Further to above, Here are a few photos taken recently of my patch in Christchurch.

    Barry P.



    Ha, the more plants of ANY asclepiad variety will feed more monarchs.
    The caterpillars are not fussy as to variety, but there are preferences when more than one variety is present.
    This animal is particularly food dependant and like rats with a ‘mast’ season, when the food runs out, so does the animal. This is very much the case with our Admirals and Nettle as well.
    Our focus needs to be on the food source, not the animal. In Christchurch it is difficult to have asclepiads available in any quantity for the first of Spring. ( I am working on that). Even so, a dense 2m x 1.2m patch barely 500mm high will be stripped bare in a couple of weeks by the 3rd generation, and there is the last cycle to yet begin!
    I have had so many butterflies this year and even more embarrassed by the chrysalis I now have with no prospect of food. My wintering over numbers will be really low as compared with a better plant management.
    So let us think more about food sources and quantity and the butterflies will arrive.
    Barry P. Shirley, Christchurch. 6.2.2020.



    Oh my goodness, then I urgently need to plant more swan plants – we have so many caterpillars because of our newly designed butterfly garden we made at the end of last year. Any suggestions where I could buy adult swan plants for cheap? We are a school that wanted to include the Monarch butterfly into our Environmental Science course this year, so we are still finding our feet.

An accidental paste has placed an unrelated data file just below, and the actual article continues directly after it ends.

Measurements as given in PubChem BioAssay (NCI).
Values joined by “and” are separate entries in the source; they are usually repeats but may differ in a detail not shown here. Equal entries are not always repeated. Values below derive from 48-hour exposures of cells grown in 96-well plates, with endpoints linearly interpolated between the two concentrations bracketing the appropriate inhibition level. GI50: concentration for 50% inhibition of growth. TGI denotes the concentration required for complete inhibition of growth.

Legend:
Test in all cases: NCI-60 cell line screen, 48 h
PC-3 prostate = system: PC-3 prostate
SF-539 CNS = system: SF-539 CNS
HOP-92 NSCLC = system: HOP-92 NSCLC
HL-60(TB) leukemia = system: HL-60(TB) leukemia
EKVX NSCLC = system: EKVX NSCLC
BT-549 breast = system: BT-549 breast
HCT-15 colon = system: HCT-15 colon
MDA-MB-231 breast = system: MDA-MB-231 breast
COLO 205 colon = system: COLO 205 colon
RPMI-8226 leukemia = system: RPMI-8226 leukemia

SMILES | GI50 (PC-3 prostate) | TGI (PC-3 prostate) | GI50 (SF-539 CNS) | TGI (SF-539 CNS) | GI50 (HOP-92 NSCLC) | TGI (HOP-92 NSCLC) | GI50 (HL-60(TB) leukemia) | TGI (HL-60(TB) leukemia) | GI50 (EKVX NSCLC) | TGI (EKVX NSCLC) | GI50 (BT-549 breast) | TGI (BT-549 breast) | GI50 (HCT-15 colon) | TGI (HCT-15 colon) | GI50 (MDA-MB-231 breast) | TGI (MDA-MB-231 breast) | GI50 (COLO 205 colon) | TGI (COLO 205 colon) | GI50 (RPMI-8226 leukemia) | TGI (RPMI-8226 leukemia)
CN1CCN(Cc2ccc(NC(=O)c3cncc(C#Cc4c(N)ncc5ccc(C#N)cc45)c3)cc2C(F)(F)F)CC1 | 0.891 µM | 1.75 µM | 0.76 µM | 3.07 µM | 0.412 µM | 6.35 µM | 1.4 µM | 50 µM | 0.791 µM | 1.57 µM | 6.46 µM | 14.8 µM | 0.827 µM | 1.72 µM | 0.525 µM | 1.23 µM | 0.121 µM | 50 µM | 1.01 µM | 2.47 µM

In Wellington I have 20 large caterpillars and 10 cocoons, but this year is different from others as the very strong, cold winds have reduced the number of caterpillars and blown some of the cocoons off the plants. Also the overwintering butterflies (there were 8 in the parkland behind me all winter) barely survived long enough to lay eggs. Thus I have caterpillars but there are no butterflies until the next generation emerges. This does not usually happen so late into the summer, so the window of opportunity to establish another generation after the winter has been very short.